Last week we got a little taste of NVIDIA's APX 2500 mobile
processing platform which allows Windows Mobile device makers to implement
high-definition computing and 3D graphics rendering capabilities in to their
devices. Needless to say, reading the specs of the APX 2500 processor alone
made me drool all over my keyboard.
Late last week, our friends over at InfoSync
World released a brief hands-on with snapshots and a video of a
prototype phone based on NVIDIA's APX 2500 processor. The graphics are
beautiful with silky smooth animations and high quality rendering effects and
all this was built into a phone just a bit larger the size of, well, an iPhone.
Cell phones have come a long way from the days of the brick the size of your
head. At first, cell phone manufacturers worked to get these devices as small
as possible to carry around in a pocket or purse, with some models so small you
could fit them in your mouth. Now that phones are at the size consumers want
them to be, cell phone manufacturers are laser focused on fitting as many
features into them as they possibly can.
I recently upgraded to a Windows Mobile 6 Smartphone-based cellular phone from
an old Nokia 6103 clamshell. The Motorola Q9c I picked up with a contract from
Sprint has a lot of features, many that I would definitely use on a daily
basis. I am able to send text messages, manage POP3 and IMAP4 email accounts,
browse the Internet's mobile format websites, and enjoy audio and video in both
low quality local and streaming formats. However, the techie that I am, I can
never be satisfied with what I have.
As soon as I received the phone I began playing with the features and
immediately found a few areas that needed improvement. Focusing on the phone's
features and leaving the cellular service provider out of any criticism for
now, I found the phone to be a bit on the sluggish side.
I went looking for the settings page to see if there was an area to tweak the
hardware. Nothing. So I'm stuck with a phone that has quite a few features but
I am not satisfied with the speed the device operates at and there is nothing I
can do besides to try and overclock if possible. In the end I realized that no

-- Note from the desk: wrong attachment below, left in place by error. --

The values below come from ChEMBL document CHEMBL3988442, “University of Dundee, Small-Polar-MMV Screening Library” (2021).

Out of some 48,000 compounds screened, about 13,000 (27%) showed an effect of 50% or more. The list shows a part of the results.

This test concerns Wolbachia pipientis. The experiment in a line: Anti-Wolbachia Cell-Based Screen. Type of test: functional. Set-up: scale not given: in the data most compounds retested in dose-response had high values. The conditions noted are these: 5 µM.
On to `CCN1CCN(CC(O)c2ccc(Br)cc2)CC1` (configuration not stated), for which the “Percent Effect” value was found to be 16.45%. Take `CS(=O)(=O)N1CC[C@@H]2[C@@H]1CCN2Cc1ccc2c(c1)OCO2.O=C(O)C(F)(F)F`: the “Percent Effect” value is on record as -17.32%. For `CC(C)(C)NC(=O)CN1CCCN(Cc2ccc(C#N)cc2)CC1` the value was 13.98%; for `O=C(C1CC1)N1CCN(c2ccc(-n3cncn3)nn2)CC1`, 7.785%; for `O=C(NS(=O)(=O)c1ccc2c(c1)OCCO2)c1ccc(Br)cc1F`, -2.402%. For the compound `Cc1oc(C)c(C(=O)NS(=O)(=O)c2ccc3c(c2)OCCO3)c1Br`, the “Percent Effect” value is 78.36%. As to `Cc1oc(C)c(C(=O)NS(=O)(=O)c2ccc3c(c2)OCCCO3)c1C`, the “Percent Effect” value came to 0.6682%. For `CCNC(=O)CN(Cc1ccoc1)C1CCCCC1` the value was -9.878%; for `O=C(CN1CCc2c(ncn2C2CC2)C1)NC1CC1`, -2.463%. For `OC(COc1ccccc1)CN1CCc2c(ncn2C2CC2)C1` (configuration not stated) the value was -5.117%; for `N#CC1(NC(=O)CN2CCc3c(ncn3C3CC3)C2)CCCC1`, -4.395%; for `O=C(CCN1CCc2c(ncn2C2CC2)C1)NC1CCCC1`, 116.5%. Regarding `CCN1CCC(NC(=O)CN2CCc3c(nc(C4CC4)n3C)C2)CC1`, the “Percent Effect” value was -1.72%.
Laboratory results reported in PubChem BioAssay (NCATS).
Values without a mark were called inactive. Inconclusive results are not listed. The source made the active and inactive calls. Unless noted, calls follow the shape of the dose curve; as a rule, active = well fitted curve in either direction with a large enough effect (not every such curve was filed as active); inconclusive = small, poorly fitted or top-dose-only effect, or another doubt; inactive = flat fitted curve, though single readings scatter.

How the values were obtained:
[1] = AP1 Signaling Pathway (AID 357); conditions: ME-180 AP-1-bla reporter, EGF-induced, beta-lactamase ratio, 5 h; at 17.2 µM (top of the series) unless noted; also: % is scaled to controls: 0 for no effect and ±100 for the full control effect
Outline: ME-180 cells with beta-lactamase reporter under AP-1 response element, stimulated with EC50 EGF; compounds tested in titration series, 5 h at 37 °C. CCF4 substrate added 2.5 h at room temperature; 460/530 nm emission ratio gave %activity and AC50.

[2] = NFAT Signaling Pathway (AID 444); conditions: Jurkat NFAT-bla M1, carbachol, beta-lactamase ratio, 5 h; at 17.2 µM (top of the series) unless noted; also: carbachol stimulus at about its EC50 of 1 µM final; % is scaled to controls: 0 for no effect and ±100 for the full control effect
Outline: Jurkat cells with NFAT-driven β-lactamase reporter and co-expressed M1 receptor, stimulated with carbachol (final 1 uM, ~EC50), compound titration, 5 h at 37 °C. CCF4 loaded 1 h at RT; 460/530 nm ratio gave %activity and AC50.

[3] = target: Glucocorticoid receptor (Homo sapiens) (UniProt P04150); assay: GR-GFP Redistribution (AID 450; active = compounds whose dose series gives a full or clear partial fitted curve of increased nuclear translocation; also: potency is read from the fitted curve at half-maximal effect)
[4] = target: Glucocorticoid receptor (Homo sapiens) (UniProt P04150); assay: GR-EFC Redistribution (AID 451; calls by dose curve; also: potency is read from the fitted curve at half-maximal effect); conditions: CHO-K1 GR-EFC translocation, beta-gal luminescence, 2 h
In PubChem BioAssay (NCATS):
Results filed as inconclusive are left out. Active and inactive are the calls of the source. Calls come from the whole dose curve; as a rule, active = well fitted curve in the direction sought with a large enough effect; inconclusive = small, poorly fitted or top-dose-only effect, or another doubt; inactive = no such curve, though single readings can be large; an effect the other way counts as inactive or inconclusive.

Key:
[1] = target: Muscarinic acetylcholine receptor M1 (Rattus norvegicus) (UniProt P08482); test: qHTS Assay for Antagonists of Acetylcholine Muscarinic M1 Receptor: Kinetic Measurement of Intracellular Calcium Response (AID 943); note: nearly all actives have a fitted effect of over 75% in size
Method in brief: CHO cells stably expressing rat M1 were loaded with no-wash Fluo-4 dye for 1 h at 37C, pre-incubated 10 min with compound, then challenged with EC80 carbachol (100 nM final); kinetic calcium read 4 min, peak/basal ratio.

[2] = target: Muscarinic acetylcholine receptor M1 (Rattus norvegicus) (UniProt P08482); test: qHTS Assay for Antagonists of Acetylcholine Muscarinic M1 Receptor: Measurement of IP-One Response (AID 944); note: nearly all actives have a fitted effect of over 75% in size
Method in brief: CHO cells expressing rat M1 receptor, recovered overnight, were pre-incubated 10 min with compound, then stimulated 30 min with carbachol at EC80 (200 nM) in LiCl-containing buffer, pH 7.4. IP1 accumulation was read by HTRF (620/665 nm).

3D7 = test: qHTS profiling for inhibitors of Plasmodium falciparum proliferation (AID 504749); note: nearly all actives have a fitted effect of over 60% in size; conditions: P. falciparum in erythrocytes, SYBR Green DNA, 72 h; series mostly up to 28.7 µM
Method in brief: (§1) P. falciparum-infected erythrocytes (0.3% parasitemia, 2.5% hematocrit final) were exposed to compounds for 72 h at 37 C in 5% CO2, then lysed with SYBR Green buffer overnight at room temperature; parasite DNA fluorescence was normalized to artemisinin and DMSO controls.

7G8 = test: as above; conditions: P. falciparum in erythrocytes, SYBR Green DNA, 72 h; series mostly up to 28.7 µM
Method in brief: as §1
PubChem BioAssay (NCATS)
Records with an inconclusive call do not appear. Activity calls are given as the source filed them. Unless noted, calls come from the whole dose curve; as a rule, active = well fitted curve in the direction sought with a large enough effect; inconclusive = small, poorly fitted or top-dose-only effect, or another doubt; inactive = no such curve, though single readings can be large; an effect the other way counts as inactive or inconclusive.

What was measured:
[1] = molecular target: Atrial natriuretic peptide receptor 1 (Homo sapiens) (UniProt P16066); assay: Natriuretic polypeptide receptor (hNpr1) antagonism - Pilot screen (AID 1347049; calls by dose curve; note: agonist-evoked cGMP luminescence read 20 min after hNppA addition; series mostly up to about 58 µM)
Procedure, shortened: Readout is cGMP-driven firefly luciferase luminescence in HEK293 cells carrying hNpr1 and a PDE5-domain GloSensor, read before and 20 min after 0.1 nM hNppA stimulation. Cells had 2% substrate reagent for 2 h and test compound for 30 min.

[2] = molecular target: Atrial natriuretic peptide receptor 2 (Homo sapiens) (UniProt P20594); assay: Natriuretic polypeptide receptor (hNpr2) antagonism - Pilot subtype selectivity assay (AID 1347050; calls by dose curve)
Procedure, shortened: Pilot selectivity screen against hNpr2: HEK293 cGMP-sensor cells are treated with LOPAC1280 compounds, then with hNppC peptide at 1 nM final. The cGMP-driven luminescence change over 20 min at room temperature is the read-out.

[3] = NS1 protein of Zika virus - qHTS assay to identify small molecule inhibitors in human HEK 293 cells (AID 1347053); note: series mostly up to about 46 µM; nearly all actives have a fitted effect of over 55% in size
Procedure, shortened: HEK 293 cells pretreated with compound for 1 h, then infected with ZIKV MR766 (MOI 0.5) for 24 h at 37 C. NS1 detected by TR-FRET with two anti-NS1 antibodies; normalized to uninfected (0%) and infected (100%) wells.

matter what tweaks are performed or what software is added, the current
generation of devices will never match what we will see a year from now.
So what will NVIDIA's APX 2500 mobile processing platform bring? From the
pictures and video it’s looking like the NVIDIA/Microsoft partnership will take
the Windows Mobile platform farther than any other platform currently
Based on a scaled down version of the GeForce graphics processing unit the APX
2500 will be able to perform at least the basics of 3D rendering and effects
such as lighting and reflections as we see in the video. Another feature that
really gets the blood flowing is the ability to decode and encode
high-definition video up to a resolution of 720p. However, NVIDIA is not only targeting
this platform at consumers with entertainment in mind, but also to those with
Today we see all types of cell phones with varying features aimed at different
markets. We're also seeing a lot more PDA-style devices aimed at the small
business and corporate world with push-email, calendar management, and
corporate communications suites. NVIDIA plans to have this market in mind as
well as it gets closer to launching the APX 2500 platform.
NVIDIA has fed us only a small portion of the main course that will be served
sometime next year, according to the graphics giant. Hopefully Computex will
bring us a few more bites of what's to come in the near future.
quote: I have an AT&T Tilt, and the most unsatisfying thing about gaming on it is the control scheme, not the graphics. I hope they figure out how to put a couple of analogue sticks on the phone before they put the fancy graphics chip in it.